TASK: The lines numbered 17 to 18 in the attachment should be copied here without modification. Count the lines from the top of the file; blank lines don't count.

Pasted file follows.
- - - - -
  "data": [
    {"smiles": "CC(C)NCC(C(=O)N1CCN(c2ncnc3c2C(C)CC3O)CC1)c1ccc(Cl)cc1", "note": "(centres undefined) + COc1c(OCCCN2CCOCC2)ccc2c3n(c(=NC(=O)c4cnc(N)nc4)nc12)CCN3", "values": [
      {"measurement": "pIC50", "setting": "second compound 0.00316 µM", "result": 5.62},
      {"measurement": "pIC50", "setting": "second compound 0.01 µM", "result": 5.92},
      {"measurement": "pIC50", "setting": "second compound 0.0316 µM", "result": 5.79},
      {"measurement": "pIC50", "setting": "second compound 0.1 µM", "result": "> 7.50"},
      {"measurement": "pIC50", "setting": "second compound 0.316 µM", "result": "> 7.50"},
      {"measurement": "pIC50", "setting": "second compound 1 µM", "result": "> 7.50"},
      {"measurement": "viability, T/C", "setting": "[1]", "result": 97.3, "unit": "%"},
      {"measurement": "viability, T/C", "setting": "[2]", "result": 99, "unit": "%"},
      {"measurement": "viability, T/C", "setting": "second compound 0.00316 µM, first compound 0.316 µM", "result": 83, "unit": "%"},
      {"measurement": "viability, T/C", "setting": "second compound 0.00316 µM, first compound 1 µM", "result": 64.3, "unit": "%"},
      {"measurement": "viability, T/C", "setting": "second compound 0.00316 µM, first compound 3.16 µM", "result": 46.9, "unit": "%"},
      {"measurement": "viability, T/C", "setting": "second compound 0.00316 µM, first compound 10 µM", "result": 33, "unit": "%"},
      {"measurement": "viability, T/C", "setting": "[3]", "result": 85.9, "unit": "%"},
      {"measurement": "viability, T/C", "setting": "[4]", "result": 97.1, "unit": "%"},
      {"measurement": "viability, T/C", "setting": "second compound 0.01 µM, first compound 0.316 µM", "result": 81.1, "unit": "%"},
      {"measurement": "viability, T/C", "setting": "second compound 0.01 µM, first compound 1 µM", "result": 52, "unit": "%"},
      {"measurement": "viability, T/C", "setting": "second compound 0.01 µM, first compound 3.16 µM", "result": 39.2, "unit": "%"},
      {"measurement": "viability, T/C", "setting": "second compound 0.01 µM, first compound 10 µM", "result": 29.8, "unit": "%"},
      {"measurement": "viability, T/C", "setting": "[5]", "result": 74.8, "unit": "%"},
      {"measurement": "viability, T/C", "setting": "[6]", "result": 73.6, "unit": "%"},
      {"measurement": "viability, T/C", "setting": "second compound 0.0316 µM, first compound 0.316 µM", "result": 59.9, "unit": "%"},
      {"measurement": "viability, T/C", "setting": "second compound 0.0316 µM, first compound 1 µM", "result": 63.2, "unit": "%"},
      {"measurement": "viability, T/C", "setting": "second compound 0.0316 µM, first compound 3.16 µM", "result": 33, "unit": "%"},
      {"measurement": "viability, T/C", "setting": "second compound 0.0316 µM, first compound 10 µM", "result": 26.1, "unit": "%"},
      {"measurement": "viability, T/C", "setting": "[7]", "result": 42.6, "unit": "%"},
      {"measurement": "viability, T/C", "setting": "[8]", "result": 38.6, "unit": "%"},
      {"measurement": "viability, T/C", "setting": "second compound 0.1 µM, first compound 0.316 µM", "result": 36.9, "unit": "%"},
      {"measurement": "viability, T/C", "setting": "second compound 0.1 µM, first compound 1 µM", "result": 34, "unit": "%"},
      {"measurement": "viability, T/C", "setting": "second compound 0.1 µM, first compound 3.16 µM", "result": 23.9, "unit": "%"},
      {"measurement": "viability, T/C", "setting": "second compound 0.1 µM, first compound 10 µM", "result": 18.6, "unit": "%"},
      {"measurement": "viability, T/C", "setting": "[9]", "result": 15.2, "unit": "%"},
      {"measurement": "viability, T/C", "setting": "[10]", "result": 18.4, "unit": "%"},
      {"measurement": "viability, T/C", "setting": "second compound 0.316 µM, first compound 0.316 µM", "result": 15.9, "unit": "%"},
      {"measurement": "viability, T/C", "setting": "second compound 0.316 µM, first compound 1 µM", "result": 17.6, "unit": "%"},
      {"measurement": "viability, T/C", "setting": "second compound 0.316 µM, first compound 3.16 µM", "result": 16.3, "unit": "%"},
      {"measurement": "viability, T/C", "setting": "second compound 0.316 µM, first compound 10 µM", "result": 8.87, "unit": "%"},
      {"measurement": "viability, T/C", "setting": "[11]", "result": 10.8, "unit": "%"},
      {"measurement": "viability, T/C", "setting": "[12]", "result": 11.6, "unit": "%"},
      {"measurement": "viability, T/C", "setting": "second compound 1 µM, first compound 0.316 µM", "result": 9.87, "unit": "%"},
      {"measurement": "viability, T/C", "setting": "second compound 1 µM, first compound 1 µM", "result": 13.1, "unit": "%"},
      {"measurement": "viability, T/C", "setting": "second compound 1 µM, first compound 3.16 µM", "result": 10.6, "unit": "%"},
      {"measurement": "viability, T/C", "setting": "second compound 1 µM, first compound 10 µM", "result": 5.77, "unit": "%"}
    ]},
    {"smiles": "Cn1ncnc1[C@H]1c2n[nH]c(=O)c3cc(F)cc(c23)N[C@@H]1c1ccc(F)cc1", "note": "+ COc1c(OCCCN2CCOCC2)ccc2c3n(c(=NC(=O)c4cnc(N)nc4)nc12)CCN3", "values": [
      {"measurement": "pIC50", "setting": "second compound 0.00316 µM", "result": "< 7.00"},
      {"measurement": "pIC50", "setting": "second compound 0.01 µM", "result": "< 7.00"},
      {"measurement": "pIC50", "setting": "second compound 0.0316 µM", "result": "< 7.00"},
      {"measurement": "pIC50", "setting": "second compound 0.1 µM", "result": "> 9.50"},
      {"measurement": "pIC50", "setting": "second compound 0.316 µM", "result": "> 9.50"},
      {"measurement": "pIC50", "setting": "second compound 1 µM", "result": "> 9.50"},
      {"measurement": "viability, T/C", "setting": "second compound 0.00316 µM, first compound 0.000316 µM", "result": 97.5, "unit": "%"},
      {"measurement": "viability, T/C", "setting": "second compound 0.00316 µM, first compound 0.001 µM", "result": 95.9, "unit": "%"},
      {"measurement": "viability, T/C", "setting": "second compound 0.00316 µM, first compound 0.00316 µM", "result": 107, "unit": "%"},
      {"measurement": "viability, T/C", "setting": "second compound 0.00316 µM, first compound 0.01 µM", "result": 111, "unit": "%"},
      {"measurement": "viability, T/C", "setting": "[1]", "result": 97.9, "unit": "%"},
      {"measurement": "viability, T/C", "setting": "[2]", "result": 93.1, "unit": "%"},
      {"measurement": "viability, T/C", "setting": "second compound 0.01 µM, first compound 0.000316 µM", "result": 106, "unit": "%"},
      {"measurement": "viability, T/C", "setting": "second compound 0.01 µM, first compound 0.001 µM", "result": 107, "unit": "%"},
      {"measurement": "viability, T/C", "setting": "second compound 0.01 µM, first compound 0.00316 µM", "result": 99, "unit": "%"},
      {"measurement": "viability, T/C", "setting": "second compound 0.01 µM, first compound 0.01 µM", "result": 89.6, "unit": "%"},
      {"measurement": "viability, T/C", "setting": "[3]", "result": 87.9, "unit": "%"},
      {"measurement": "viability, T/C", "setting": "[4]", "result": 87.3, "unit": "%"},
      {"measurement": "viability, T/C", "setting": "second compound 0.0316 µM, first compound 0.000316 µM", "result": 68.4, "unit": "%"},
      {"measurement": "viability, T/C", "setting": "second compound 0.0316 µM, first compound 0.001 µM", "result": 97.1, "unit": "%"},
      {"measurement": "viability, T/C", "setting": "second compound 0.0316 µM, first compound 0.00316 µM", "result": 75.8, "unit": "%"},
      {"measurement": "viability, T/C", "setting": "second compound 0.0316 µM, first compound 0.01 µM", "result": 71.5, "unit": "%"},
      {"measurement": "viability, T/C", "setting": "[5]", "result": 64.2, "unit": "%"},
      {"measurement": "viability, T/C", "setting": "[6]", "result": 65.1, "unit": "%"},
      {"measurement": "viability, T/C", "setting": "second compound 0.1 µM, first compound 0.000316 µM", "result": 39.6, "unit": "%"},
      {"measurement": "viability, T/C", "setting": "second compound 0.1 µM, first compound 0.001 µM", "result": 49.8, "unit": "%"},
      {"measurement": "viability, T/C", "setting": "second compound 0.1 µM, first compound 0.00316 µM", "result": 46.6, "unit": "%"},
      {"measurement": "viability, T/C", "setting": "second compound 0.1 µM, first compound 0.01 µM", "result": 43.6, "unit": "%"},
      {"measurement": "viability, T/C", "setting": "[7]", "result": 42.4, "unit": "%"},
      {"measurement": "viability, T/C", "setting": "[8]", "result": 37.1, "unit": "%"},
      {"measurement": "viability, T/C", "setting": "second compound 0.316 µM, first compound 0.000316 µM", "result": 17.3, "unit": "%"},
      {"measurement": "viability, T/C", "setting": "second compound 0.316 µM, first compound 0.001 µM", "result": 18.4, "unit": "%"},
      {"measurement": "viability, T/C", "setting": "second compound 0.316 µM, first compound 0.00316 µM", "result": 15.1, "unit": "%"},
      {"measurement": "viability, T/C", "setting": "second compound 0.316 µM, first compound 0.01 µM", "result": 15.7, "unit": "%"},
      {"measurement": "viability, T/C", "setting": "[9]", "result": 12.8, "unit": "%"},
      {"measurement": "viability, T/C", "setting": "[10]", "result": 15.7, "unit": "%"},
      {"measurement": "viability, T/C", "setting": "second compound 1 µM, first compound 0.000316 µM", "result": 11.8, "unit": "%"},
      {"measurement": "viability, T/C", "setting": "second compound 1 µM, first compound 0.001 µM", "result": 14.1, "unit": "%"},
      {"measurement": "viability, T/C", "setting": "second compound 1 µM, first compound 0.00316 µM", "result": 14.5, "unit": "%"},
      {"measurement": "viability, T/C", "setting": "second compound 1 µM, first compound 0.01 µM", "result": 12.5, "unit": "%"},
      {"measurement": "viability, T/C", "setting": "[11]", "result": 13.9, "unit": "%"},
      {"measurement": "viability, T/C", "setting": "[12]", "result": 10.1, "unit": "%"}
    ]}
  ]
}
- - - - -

      {"measurement": "viability, T/C", "setting": "second compound 0.01 µM, first compound 0.316 µM", "result": 81.1, "unit": "%"},
      {"measurement": "viability, T/C", "setting": "second compound 0.01 µM, first compound 1 µM", "result": 52, "unit": "%"},